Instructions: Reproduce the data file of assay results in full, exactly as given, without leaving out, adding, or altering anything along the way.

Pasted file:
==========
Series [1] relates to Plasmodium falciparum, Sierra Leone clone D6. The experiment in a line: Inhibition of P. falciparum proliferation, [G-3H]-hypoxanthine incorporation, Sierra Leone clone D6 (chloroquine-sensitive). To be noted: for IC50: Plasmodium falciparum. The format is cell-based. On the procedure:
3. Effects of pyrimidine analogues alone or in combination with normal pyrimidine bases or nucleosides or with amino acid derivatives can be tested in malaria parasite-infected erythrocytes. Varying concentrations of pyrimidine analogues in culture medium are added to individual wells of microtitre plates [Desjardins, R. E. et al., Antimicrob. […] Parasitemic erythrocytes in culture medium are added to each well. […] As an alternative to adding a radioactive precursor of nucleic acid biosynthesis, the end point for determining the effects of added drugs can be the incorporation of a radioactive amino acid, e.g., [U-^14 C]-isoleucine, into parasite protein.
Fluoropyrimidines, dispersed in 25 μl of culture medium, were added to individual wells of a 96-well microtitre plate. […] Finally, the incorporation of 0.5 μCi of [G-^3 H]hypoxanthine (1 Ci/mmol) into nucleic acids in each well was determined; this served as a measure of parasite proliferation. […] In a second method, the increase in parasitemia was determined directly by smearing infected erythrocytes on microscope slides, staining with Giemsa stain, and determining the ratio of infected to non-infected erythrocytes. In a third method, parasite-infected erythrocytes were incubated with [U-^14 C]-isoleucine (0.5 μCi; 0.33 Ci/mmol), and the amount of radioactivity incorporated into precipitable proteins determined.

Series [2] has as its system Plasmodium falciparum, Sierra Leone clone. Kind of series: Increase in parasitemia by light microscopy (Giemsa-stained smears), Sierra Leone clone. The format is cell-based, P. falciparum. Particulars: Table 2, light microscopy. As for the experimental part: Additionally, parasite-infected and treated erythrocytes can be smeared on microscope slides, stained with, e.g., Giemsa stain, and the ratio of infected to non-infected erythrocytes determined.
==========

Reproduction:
Series [1] relates to Plasmodium falciparum, Sierra Leone clone D6. The experiment in a line: Inhibition of P. falciparum proliferation, [G-3H]-hypoxanthine incorporation, Sierra Leone clone D6 (chloroquine-sensitive). To be noted: for IC50: Plasmodium falciparum. The format is cell-based. On the procedure:
3. Effects of pyrimidine analogues alone or in combination with normal pyrimidine bases or nucleosides or with amino acid derivatives can be tested in malaria parasite-infected erythrocytes. Varying concentrations of pyrimidine analogues in culture medium are added to individual wells of microtitre plates [Desjardins, R. E. et al., Antimicrob. […] Parasitemic erythrocytes in culture medium are added to each well. […] As an alternative to adding a radioactive precursor of nucleic acid biosynthesis, the end point for determining the effects of added drugs can be the incorporation of a radioactive amino acid, e.g., [U-^14 C]-isoleucine, into parasite protein.
Fluoropyrimidines, dispersed in 25 μl of culture medium, were added to individual wells of a 96-well microtitre plate. […] Finally, the incorporation of 0.5 μCi of [G-^3 H]hypoxanthine (1 Ci/mmol) into nucleic acids in each well was determined; this served as a measure of parasite proliferation. […] In a second method, the increase in parasitemia was determined directly by smearing infected erythrocytes on microscope slides, staining with Giemsa stain, and determining the ratio of infected to non-infected erythrocytes. In a third method, parasite-infected erythrocytes were incubated with [U-^14 C]-isoleucine (0.5 μCi; 0.33 Ci/mmol), and the amount of radioactivity incorporated into precipitable proteins determined.

Series [2] has as its system Plasmodium falciparum, Sierra Leone clone. Kind of series: Increase in parasitemia by light microscopy (Giemsa-stained smears), Sierra Leone clone. The format is cell-based, P. falciparum. Particulars: Table 2, light microscopy. As for the experimental part: Additionally, parasite-infected and treated erythrocytes can be smeared on microscope slides, stained with, e.g., Giemsa stain, and the ratio of infected to non-infected erythrocytes determined.